Police Pranks - Just For Laughs Gags Scaredy-Cop The cop has pulled people over and is calling in their driver’s license information. In the meantime, his partner is Details Cop’s “Little Buddy” Caught in Hood The cop pulls people over and asks them to lift their hood. World’s Biggest Speed Bump The police officer stops people who have just driven over the world’s biggest speed bump without even noticing! Raising the Bar on Silly What a silly prank! Cop Loses His Pants Climbing Over Fence! The cop climbs a fence to get a lost ball for the boy, but when he climbs back over his Police Loses Pen Behind Ear The cop stops random people and wants to give them a ticket, but he can’t find a pen. Cop Frisks Cop And Finds Naked Gun! That’s right, no sharp dressed guns to see here. Police Vomit Prank with Roman Atwood Our second pranks featuring Roman Atwood & Dennis Roady! Kid Police Officer Tricks Drivers! This kid looks pretty intimidating in his police outfit, but these drivers begin to look suspicious once he pulls off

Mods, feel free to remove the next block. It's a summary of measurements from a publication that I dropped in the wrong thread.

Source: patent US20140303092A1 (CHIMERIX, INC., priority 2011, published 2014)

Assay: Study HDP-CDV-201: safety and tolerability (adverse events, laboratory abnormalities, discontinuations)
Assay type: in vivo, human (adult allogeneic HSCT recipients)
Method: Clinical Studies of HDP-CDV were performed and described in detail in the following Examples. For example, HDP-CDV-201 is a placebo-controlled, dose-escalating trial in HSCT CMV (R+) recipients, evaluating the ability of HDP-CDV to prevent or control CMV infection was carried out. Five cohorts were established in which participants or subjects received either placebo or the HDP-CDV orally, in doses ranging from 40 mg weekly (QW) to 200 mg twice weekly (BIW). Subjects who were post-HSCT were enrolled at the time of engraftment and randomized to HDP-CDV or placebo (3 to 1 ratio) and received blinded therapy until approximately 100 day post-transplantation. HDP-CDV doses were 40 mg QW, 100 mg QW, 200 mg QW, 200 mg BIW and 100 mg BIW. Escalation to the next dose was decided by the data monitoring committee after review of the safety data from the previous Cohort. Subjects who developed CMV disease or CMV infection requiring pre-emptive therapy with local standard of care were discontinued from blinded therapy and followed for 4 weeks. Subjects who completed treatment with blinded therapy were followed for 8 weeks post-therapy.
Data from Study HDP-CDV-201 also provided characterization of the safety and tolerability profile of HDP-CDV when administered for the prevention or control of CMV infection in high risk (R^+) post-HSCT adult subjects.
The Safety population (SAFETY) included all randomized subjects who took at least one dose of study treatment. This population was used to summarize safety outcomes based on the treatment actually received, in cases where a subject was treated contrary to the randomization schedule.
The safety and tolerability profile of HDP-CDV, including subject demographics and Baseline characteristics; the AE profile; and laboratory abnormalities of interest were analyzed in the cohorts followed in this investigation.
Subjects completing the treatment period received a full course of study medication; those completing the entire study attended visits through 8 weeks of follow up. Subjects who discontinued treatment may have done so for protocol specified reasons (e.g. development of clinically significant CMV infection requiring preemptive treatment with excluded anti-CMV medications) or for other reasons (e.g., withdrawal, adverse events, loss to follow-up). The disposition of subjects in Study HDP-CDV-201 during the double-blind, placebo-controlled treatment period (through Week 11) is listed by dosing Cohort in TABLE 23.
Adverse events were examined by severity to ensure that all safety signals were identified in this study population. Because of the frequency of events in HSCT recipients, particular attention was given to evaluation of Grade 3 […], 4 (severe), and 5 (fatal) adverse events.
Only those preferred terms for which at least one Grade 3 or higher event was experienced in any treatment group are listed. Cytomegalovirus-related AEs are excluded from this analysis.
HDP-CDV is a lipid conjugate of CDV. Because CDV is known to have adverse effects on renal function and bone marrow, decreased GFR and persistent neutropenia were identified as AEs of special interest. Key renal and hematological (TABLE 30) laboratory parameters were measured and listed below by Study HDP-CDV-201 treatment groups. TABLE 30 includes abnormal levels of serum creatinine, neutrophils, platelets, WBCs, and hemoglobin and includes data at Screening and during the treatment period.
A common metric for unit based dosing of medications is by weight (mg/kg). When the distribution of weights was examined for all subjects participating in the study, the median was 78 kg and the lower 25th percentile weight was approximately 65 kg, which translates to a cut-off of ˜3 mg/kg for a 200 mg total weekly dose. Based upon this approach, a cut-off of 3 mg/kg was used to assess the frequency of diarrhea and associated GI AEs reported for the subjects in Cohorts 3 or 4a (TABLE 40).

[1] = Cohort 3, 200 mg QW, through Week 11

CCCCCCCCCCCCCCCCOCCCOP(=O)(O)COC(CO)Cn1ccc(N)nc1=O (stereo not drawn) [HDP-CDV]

Availability: DOW POWERHOUSE™ Solar Shingle The popularity of DOW POWERHOUSE™ Solar Shingles continues to grow – and so does their availability in the U.S. and Canada. Click on the map to be contacted by a Dow Solar expert who can answer your questions about financing, tax credits and more. Or Call 855-DOW-SOLR (855-369-7657). View CanadaView United States Contact us if you’re interested in more information about Solar Shingles coming to your area. If you are a custom home builder or roofing installer, contact us for more information. My collection of funny emails from my inbox. Subject: 5 MINUTE MANAGEMENT COURSE Lesson 1: A man is getting into the shower just as his wife is finishing up her shower, when the doorbell rings. The wife quickly wraps herself in a towel and runs downstairs. When she opens the door, there stands Bob, the next-door neighbor. Before she says a word, Bob says, "I'll give you $800 to drop that towel." After thinking for a moment, the woman drops her towel and stands naked in front of Bob. After a few seconds, Bob hands her $800 and leaves. The woman wraps back up in the towel and goes back upstairs. "Great!" Moral of the story: If you share critical information pertaining to credit and risk with your shareholders in time, you may be in a position to prevent avoidable exposure. Lesson 2: A priest offered a Nun a lift. The priest removed his hand. Arriving at the convent, the nun sighed heavily and went on her way. On his arrival at the church, the priest rushed to look up Psalm 129. Lesson 3: "Me first! "Me next! Lesson 4: Lesson 5: Lesson 6: